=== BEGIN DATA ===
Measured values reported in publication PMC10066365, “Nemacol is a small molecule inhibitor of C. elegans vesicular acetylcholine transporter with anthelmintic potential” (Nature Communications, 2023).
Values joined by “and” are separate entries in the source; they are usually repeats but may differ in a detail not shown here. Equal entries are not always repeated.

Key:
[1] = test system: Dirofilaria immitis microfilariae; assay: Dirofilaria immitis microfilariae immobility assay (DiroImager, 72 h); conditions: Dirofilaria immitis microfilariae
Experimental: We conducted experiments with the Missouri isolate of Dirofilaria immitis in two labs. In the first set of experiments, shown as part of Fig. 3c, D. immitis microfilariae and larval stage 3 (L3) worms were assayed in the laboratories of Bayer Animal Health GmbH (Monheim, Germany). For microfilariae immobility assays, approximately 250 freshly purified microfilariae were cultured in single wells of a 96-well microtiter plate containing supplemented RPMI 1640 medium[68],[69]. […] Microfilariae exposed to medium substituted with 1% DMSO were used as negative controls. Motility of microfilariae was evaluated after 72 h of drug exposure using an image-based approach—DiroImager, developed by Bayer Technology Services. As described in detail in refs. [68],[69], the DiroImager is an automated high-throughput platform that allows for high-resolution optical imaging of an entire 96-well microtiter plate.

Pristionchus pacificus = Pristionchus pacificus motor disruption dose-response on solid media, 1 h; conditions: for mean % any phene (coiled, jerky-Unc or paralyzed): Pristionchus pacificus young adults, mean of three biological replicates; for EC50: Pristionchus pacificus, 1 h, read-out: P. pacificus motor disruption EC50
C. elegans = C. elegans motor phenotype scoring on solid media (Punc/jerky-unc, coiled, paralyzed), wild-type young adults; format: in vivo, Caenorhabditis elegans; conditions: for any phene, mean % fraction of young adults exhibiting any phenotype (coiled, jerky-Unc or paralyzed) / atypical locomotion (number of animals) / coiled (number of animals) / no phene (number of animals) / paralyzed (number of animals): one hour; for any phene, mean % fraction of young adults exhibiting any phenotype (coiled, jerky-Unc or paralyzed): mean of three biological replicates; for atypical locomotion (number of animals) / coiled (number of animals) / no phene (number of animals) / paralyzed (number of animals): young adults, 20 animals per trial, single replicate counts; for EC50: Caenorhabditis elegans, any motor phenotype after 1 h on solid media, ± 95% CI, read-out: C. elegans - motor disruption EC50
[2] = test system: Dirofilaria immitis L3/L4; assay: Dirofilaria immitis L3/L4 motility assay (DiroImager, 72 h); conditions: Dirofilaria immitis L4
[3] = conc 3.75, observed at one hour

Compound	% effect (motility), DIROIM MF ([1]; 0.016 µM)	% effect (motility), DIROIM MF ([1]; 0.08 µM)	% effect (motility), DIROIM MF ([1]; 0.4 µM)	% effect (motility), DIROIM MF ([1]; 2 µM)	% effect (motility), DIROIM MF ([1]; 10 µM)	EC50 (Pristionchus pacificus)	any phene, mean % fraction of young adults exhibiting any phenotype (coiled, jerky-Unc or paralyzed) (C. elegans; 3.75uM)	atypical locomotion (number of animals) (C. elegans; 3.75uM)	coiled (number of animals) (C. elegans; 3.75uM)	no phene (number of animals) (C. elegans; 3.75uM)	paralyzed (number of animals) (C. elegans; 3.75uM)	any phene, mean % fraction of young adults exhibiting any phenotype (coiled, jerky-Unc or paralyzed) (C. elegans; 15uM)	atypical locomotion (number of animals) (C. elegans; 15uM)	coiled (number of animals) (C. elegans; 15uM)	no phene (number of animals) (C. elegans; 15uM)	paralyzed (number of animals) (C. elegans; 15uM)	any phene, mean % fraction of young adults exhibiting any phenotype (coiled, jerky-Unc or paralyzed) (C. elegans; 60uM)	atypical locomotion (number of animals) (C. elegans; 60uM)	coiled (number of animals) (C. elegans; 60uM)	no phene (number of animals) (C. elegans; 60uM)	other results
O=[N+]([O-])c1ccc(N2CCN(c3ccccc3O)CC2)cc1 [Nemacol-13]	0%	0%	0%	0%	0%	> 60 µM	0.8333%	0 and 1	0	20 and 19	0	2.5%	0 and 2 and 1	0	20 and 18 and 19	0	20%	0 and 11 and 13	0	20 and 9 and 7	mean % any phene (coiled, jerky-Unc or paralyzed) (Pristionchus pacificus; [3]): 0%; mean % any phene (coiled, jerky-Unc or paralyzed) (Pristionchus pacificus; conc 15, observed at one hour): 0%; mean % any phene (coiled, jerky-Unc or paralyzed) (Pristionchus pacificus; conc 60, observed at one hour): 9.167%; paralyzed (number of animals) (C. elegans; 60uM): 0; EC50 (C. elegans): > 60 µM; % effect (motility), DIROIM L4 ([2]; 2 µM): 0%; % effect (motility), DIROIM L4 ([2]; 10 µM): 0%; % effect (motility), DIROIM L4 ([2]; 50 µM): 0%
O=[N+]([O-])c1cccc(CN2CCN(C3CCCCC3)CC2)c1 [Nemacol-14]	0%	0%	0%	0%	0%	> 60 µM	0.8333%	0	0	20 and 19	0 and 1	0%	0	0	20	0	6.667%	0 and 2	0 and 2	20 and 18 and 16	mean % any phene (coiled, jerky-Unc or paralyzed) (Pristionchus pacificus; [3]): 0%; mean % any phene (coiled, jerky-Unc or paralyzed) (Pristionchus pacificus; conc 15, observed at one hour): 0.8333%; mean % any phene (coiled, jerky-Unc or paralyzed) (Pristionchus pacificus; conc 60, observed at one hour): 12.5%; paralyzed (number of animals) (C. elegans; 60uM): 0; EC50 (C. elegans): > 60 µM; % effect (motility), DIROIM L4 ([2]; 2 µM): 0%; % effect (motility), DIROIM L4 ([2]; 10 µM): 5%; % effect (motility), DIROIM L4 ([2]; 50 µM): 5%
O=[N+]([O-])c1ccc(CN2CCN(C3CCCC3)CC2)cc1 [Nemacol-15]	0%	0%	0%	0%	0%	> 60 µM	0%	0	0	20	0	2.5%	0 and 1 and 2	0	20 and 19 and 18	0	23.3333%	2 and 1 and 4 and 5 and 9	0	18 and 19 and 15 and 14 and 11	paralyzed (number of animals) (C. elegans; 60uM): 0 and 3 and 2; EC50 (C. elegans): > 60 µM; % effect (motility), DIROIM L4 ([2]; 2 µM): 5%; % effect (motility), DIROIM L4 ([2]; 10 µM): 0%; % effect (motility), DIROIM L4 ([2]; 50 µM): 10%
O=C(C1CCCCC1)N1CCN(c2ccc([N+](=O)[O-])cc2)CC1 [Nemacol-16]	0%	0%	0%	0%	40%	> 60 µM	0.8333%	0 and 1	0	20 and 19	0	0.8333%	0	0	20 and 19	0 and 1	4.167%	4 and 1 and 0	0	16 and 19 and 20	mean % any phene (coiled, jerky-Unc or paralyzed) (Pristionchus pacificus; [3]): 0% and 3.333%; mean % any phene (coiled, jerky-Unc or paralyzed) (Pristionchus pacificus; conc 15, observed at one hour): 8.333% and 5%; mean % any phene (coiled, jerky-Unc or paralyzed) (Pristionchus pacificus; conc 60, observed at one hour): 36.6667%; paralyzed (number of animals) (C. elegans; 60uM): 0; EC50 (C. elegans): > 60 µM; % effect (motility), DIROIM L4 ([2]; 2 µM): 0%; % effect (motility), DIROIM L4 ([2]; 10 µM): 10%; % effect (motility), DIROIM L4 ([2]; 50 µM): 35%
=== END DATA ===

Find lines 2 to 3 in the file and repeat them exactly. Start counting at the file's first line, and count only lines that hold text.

Values joined by “and” are separate entries in the source; they are usually repeats but may differ in a detail not shown here. Equal entries are not always repeated.

Key: